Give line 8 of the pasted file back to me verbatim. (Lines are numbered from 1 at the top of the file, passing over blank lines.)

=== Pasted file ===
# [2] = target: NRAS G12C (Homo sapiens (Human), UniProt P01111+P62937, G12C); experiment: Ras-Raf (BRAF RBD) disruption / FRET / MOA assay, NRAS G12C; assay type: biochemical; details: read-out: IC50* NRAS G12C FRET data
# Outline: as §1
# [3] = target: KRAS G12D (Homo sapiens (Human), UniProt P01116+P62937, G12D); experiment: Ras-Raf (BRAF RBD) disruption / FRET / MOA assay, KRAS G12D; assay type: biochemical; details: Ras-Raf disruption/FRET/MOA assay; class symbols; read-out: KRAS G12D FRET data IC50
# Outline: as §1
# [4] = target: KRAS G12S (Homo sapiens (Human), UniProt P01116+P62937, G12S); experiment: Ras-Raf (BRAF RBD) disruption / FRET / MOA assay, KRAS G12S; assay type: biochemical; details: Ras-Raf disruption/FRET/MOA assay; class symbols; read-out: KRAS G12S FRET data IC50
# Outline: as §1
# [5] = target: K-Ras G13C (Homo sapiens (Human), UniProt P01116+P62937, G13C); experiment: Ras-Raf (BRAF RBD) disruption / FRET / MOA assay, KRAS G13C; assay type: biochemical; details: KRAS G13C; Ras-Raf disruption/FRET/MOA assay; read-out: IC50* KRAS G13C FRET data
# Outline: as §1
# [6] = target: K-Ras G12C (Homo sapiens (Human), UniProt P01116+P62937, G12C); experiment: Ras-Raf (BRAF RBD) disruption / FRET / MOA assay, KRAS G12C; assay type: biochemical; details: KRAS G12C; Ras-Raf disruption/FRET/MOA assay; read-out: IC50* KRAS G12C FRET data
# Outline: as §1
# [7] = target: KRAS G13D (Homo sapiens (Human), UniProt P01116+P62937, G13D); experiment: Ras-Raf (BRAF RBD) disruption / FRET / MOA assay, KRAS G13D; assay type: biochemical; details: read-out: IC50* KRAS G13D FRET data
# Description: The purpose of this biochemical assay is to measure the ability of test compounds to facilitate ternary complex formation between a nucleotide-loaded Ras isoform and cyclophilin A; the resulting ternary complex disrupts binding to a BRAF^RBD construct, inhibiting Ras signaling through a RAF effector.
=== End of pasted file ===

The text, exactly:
# Outline: as §1